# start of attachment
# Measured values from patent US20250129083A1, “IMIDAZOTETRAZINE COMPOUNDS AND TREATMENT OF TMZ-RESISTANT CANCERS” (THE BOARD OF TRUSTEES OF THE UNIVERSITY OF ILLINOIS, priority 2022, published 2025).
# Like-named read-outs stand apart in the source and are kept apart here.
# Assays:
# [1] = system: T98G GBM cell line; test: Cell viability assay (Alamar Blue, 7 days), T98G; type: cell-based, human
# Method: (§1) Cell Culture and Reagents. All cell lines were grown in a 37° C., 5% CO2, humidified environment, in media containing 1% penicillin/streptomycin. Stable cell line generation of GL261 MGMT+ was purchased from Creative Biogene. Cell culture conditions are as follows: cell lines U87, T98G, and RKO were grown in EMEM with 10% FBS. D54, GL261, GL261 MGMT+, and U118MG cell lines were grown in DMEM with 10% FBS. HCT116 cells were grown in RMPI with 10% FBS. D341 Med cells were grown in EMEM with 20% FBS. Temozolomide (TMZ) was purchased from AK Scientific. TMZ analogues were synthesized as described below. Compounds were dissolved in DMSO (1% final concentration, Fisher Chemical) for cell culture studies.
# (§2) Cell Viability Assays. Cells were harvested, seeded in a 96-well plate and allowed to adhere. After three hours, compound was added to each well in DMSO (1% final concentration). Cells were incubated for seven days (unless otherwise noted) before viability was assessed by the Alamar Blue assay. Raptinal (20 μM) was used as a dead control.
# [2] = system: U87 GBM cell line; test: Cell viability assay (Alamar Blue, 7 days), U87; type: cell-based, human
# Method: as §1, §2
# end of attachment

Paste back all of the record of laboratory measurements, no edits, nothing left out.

# Measured values from patent US20250129083A1, “IMIDAZOTETRAZINE COMPOUNDS AND TREATMENT OF TMZ-RESISTANT CANCERS” (THE BOARD OF TRUSTEES OF THE UNIVERSITY OF ILLINOIS, priority 2022, published 2025).
# Like-named read-outs stand apart in the source and are kept apart here.
# Assays:
# [1] = system: T98G GBM cell line; test: Cell viability assay (Alamar Blue, 7 days), T98G; type: cell-based, human
# Method: (§1) Cell Culture and Reagents. All cell lines were grown in a 37° C., 5% CO2, humidified environment, in media containing 1% penicillin/streptomycin. Stable cell line generation of GL261 MGMT+ was purchased from Creative Biogene. Cell culture conditions are as follows: cell lines U87, T98G, and RKO were grown in EMEM with 10% FBS. D54, GL261, GL261 MGMT+, and U118MG cell lines were grown in DMEM with 10% FBS. HCT116 cells were grown in RMPI with 10% FBS. D341 Med cells were grown in EMEM with 20% FBS. Temozolomide (TMZ) was purchased from AK Scientific. TMZ analogues were synthesized as described below. Compounds were dissolved in DMSO (1% final concentration, Fisher Chemical) for cell culture studies.
# (§2) Cell Viability Assays. Cells were harvested, seeded in a 96-well plate and allowed to adhere. After three hours, compound was added to each well in DMSO (1% final concentration). Cells were incubated for seven days (unless otherwise noted) before viability was assessed by the Alamar Blue assay. Raptinal (20 μM) was used as a dead control.
# [2] = system: U87 GBM cell line; test: Cell viability assay (Alamar Blue, 7 days), U87; type: cell-based, human
# Method: as §1, §2